45 years ago, Mother Nature said “good morning” to Southern Californians with a not-so-gentle awakening. The 1971 Sylmar earthquake measured 6.7 on the Richter scale and caused widespread damage across the Southland.
The earthquake affected private homes and businesses. Transportation in the Los Angeles area was severely affected with roadway failures and the partial collapse of several major freeway interchanges. Most notable and tragic were the Olive View Medical Center and Veterans Hospital which both experienced very heavy damage, and buildings collapsed at both sites, causing the majority of casualties that occurred.
Although it had been decades since a significant quake struck Southern California, it was a sobering reminder of the fact that we live in earthquake country.
At Forest Lawn, the 16 foot tall Carrara marble statue of Michelangelo’s “David” was knocked to the ground and left in a broken rubble in its Court.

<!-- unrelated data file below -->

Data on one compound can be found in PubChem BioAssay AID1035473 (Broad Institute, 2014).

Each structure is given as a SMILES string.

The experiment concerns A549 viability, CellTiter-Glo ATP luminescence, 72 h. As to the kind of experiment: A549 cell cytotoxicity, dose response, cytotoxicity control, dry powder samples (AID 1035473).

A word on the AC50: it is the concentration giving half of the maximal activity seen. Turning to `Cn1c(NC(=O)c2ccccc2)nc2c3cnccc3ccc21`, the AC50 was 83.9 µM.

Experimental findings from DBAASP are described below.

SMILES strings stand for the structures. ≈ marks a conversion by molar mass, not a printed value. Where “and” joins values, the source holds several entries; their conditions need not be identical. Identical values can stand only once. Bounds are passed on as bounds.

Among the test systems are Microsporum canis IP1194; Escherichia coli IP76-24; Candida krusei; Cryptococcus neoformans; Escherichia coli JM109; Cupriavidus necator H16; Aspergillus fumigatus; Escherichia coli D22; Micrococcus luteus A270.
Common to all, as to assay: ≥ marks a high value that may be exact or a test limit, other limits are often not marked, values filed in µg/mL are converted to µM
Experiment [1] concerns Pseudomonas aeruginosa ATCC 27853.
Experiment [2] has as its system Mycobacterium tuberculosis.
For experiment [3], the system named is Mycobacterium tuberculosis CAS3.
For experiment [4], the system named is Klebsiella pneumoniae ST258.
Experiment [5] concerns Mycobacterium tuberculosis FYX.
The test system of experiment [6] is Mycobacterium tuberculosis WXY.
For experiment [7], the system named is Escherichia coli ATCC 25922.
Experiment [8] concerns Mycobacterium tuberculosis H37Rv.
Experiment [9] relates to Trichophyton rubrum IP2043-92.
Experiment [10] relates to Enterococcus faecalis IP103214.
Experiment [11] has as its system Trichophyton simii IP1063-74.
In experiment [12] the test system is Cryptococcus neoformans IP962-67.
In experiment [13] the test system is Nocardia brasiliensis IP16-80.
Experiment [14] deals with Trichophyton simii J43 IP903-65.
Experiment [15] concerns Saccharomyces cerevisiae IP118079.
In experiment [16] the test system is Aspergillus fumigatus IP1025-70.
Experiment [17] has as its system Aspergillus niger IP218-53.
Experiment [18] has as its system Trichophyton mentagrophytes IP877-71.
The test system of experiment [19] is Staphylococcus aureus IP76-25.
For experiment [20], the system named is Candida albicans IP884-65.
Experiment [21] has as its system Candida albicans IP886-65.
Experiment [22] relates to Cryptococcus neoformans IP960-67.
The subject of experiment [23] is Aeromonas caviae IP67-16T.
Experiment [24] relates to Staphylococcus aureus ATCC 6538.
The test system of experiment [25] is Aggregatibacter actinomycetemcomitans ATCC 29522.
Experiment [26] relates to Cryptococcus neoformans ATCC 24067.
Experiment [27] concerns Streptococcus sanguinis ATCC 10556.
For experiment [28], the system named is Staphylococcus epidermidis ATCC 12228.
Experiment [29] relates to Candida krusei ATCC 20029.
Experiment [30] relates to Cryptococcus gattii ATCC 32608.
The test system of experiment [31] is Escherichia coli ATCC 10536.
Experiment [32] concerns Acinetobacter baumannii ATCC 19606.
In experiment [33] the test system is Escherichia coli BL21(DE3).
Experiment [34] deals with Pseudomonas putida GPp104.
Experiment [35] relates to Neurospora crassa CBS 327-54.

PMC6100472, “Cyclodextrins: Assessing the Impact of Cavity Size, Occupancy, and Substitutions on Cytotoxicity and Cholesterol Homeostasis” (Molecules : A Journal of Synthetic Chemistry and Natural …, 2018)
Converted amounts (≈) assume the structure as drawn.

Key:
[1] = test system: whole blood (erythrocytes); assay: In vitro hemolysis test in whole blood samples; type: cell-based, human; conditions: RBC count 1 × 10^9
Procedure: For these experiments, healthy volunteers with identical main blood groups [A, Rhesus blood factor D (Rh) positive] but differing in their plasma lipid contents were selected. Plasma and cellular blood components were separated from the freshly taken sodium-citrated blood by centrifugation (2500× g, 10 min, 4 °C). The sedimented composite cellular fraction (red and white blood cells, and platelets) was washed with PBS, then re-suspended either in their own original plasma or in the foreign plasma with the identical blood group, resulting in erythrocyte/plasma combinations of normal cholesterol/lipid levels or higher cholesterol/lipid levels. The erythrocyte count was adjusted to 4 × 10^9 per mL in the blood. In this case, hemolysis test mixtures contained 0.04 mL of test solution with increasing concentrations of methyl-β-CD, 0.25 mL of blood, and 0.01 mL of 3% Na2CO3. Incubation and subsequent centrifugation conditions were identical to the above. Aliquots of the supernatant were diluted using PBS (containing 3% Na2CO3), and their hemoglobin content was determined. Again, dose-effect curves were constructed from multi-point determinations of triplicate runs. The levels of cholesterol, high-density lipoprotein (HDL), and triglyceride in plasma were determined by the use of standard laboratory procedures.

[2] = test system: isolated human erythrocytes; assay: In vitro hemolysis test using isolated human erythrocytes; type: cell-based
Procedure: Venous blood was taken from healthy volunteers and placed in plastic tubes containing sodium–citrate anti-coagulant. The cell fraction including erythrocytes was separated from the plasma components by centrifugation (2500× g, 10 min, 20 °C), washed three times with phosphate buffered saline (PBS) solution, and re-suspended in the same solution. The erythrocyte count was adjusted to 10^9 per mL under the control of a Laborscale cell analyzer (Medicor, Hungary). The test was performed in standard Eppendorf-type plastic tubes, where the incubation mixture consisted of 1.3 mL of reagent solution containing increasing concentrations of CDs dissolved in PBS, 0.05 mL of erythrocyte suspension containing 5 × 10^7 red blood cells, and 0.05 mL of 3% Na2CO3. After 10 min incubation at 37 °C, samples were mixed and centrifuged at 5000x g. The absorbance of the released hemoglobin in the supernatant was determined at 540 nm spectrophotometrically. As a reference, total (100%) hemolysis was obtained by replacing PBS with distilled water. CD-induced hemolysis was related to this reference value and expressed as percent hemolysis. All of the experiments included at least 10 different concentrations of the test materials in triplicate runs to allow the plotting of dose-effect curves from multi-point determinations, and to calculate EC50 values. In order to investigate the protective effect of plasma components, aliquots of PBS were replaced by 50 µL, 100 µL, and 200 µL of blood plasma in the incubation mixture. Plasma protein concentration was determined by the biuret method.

Earthquake preparedness is something all of us should practice as residents of Southern California. A great resource to help you plan is the Great ShakeOut website at www.shakeout.org. Great ShakeOut Earthquake Drills are an annual opportunity for people in homes, schools and organizations to practice what to do during earthquakes and to improve preparedness. The next Great ShakeOut is scheduled for October 20, 2016.
We encourage everyone to take the time to make sure they’re prepared for emergencies such as earthquakes. In Southern California, it’s not a matter of if, but when the “Big One” will hit.